Google paid £ 4,000 to settle a discrimination lawsuit that alleges it did not do enough to protect a contractor from being racially qualified while working on an undercover project for Google Maps in shopping malls, The Guardian reports. The contractor, a British citizen of Moroccan descent, said he was subjected to frequent harassment, including being asked if he was a terrorist, while collecting information on wi-fi signals inside stores, and the situation was made worse by receiving instructions. not to reveal that he was conducting an investigation for Google.
Ahmed Rashid (not his real name) hired Google last year to work on Expedite, a project aimed at helping with indoor mapping in shopping malls. Rashid told the Guardian that he sued the company when an offer for a new contract was withdrawn after he complained that he was harassed while performing his duties. Google denied the wrongdoing, but paid to solve the case. Rashid agreed to sign a nondisclosure agreement, but decided to speak public after the global strike by Google employees to protest sexual harassment and other forms of discrimination.
“There was a complete disregard for the safety and interest of the contractors. This investigation was conducted in secret at the expense of the safety of Google contractors who fit a stereotypical Muslim / Arab profile, ”Rashid said, adding that he believes Google did not think about how origin investigators would be treated. Arabic because “they did not exist There is no Arab on the board who is designing this project.”
Rashid says his team members walked around the stores at six, eight, or 12-minute intervals, while recording information about the strength and range of their wi-fi signals through a privately installed Google app. on their phones. Rashid’s claims that he was frequently subjected to racial profiling and harassment were corroborated by a member of the white team who also spoke to The Guardian despite having signed an NDA on the project.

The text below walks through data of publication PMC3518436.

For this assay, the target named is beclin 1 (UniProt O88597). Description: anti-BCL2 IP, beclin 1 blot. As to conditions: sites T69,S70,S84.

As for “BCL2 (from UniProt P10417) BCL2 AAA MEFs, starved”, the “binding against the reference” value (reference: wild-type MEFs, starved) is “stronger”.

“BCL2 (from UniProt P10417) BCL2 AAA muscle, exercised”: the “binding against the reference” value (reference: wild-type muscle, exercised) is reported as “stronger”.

“It would have been helpful for all of us to have identification because we were all detained, but many of us had no problems because we were white. Google could have done more to help him,” said the team member.
Rashid said he asked Google to let him wear a badge to prevent harassment, but was ignored until he complained that he had been followed by security at a London shopping center last September. Rashid claims that a new contract that he had been promised was withdrawn that same day.
While Google’s policies regarding sexual harassment, including forced arbitration (which the company announced after the arrests would end), have come under scrutiny, Rashid believes the company must address other issues as well. “We need to address sexual misconduct, but no one talks about cross-cutting issues such as institutional discrimination and racism,” he said. Similar calls have also been made by other employees, including the organizers of the strike, who wrote that “the company must address the problems of systemic racism and discrimination, including equal pay and promotion rates, and not just sexual harassment alone.”
TechCrunch has reached out to Google for comment. In a statement to The Guardian, the company said: “We often work with service providers to measure wi-fi signal strength, which helps us improve Google’s mapping products. To all employees and contractors they are provided with clear guidelines outlining the details of their project and its role, and told to be honest about the fact that they are working on behalf of Google. “